There has been much praise being heaped on the recently signed EU Free Trade Agreement. Is it worth all the effort that has been devoted to it over many years?
We think that is worth a closer look.
While NZ claims the deal will eventually allow its producers tariff free access for 97% of goods, we see that the EU retains the use of quotas for some NZ dairy products, beef and sheep meat, ethanol and sweetcorn. Apparently NZ will not be allowed to export more than 10000 tonnes or 0.15% amount of the beef the EU consumes tariff free. Further, for butter cheese and milk powder - NZ could only export 0.71%, 0.27% and 1.3% of the EU's total consumption before tariffs kicked in, thus making them more expensive against EU-produced goods.
What NZ is getting in return, seems little more than access to the EU's science and research programme as well as the international crime fighting organisation, Europol.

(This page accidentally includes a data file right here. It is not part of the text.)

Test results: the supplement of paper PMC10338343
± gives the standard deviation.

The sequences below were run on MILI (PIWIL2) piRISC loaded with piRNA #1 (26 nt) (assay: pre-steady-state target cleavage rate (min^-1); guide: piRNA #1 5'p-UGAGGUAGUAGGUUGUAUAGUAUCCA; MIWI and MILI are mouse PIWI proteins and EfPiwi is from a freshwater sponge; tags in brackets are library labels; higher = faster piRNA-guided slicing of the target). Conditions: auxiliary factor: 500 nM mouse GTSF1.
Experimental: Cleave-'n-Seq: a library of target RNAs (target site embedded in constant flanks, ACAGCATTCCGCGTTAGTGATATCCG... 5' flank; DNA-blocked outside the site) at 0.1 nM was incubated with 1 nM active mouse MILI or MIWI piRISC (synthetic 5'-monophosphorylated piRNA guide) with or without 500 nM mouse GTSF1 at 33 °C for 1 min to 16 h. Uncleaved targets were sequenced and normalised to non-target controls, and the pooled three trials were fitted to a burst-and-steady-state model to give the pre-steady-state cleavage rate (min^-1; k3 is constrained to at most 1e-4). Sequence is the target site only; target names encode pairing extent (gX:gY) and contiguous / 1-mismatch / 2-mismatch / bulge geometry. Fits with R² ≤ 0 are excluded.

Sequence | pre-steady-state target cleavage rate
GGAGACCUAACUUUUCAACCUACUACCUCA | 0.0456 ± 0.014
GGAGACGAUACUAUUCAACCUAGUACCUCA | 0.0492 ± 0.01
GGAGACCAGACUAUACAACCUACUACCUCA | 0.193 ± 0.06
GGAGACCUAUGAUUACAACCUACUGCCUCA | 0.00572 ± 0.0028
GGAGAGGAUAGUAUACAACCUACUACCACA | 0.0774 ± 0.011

When asked what Australia should do if presented with a similar access to the single market the Chief Executive of the National Farmers Federation was blunt " We'd say walk away, thanks but no thanks. If it doesn't mean commercial dollars then we are not interested".
While the EU President hailed the NZ deal as "trailblazing" we wonder if it really is.
We note that the Australian deal has been deferred for further consideration later this year.
Will it get over the line? We wonder.
We think the Australian farmers make a good point to defer matters until some more even and obvious advantages are apparent.
We think far too much is made of these FTA's and unless there are clear business advantages, we would do better or be no worse off than to walk away.
We ask why are we not trying to conclude FTA's with Pacific countries like Fiji. PNG and New Caledonia?
Carting NZ goods around the world to the EU is hardly in the best interests of those trying to remediate climate change.